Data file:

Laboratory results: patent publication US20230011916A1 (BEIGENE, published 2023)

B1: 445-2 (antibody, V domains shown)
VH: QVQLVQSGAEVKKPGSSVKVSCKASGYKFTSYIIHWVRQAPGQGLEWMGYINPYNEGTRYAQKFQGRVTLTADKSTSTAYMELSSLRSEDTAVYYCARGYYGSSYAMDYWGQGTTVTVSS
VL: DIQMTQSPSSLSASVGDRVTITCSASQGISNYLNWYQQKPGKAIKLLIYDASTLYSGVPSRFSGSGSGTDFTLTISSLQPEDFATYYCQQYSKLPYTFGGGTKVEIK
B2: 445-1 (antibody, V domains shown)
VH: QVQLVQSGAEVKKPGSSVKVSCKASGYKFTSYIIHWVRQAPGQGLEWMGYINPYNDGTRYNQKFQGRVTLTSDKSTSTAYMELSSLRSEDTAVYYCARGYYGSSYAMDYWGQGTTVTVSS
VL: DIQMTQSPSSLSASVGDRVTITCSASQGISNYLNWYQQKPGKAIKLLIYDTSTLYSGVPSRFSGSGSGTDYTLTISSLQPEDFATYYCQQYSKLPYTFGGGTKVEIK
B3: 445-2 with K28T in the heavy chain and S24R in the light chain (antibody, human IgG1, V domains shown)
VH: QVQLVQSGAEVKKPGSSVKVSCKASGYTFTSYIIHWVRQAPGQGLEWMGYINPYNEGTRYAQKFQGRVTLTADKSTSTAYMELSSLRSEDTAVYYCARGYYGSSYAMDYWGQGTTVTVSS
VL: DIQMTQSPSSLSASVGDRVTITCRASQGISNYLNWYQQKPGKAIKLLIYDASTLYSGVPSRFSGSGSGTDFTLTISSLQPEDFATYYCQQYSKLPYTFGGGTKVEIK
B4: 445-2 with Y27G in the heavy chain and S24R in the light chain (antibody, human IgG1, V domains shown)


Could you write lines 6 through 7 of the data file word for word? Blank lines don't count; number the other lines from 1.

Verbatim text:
VH: QVQLVQSGAEVKKPGSSVKVSCKASGYKFTSYIIHWVRQAPGQGLEWMGYINPYNDGTRYNQKFQGRVTLTSDKSTSTAYMELSSLRSEDTAVYYCARGYYGSSYAMDYWGQGTTVTVSS
VL: DIQMTQSPSSLSASVGDRVTITCSASQGISNYLNWYQQKPGKAIKLLIYDTSTLYSGVPSRFSGSGSGTDYTLTISSLQPEDFATYYCQQYSKLPYTFGGGTKVEIK